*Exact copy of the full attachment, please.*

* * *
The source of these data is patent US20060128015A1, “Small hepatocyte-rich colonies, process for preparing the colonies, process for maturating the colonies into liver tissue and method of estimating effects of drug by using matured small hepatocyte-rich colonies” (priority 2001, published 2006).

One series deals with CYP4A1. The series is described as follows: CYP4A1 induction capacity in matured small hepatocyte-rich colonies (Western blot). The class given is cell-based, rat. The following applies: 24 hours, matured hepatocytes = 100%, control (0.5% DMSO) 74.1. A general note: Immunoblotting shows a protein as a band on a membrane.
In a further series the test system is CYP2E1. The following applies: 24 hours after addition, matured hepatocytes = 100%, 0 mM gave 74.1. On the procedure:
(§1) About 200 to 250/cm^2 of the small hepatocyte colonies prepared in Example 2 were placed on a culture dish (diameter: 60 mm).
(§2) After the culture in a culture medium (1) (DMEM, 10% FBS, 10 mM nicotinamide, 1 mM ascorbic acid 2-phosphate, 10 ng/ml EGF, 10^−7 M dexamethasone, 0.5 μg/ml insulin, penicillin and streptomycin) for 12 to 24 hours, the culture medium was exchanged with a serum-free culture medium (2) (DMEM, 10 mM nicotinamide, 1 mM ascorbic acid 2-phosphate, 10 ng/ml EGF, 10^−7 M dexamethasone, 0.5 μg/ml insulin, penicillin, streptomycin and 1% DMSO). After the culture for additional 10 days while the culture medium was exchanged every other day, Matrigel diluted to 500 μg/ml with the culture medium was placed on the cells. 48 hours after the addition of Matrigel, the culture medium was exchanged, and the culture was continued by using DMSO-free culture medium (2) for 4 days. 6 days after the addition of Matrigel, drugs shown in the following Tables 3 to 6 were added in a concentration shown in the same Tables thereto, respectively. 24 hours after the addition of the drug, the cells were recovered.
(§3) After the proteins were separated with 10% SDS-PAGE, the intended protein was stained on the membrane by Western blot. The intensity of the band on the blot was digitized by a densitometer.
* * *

The source of these data is patent US20060128015A1, “Small hepatocyte-rich colonies, process for preparing the colonies, process for maturating the colonies into liver tissue and method of estimating effects of drug by using matured small hepatocyte-rich colonies” (priority 2001, published 2006).

One series deals with CYP4A1. The series is described as follows: CYP4A1 induction capacity in matured small hepatocyte-rich colonies (Western blot). The class given is cell-based, rat. The following applies: 24 hours, matured hepatocytes = 100%, control (0.5% DMSO) 74.1. A general note: Immunoblotting shows a protein as a band on a membrane.
In a further series the test system is CYP2E1. The following applies: 24 hours after addition, matured hepatocytes = 100%, 0 mM gave 74.1. On the procedure:
(§1) About 200 to 250/cm^2 of the small hepatocyte colonies prepared in Example 2 were placed on a culture dish (diameter: 60 mm).
(§2) After the culture in a culture medium (1) (DMEM, 10% FBS, 10 mM nicotinamide, 1 mM ascorbic acid 2-phosphate, 10 ng/ml EGF, 10^−7 M dexamethasone, 0.5 μg/ml insulin, penicillin and streptomycin) for 12 to 24 hours, the culture medium was exchanged with a serum-free culture medium (2) (DMEM, 10 mM nicotinamide, 1 mM ascorbic acid 2-phosphate, 10 ng/ml EGF, 10^−7 M dexamethasone, 0.5 μg/ml insulin, penicillin, streptomycin and 1% DMSO). After the culture for additional 10 days while the culture medium was exchanged every other day, Matrigel diluted to 500 μg/ml with the culture medium was placed on the cells. 48 hours after the addition of Matrigel, the culture medium was exchanged, and the culture was continued by using DMSO-free culture medium (2) for 4 days. 6 days after the addition of Matrigel, drugs shown in the following Tables 3 to 6 were added in a concentration shown in the same Tables thereto, respectively. 24 hours after the addition of the drug, the cells were recovered.
(§3) After the proteins were separated with 10% SDS-PAGE, the intended protein was stained on the membrane by Western blot. The intensity of the band on the blot was digitized by a densitometer.